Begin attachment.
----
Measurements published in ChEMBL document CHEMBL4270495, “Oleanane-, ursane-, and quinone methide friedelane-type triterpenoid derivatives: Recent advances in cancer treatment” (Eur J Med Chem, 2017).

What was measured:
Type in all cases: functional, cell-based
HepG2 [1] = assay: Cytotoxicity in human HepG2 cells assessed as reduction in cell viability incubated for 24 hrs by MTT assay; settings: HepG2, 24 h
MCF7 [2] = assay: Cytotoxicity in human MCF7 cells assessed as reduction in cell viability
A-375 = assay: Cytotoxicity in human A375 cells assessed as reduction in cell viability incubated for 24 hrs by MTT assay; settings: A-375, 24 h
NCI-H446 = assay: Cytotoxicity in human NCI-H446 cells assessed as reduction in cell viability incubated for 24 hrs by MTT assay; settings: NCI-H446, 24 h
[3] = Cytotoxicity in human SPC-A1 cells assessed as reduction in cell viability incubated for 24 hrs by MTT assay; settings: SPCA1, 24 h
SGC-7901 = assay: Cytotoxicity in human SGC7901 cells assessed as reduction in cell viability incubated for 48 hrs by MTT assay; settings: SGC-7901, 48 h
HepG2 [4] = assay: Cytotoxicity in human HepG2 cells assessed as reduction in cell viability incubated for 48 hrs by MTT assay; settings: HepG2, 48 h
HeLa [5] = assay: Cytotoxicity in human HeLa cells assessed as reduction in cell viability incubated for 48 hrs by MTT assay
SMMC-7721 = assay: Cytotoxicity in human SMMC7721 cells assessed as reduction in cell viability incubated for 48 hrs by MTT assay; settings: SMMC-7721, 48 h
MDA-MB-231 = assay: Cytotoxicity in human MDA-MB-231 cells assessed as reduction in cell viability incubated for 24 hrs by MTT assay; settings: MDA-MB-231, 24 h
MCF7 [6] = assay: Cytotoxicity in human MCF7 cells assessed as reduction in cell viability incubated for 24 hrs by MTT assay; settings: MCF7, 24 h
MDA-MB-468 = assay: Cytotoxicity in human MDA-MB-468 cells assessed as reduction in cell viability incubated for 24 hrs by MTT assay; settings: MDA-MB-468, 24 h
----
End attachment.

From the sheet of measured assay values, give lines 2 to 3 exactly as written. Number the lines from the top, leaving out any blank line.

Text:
What was measured:
Type in all cases: functional, cell-based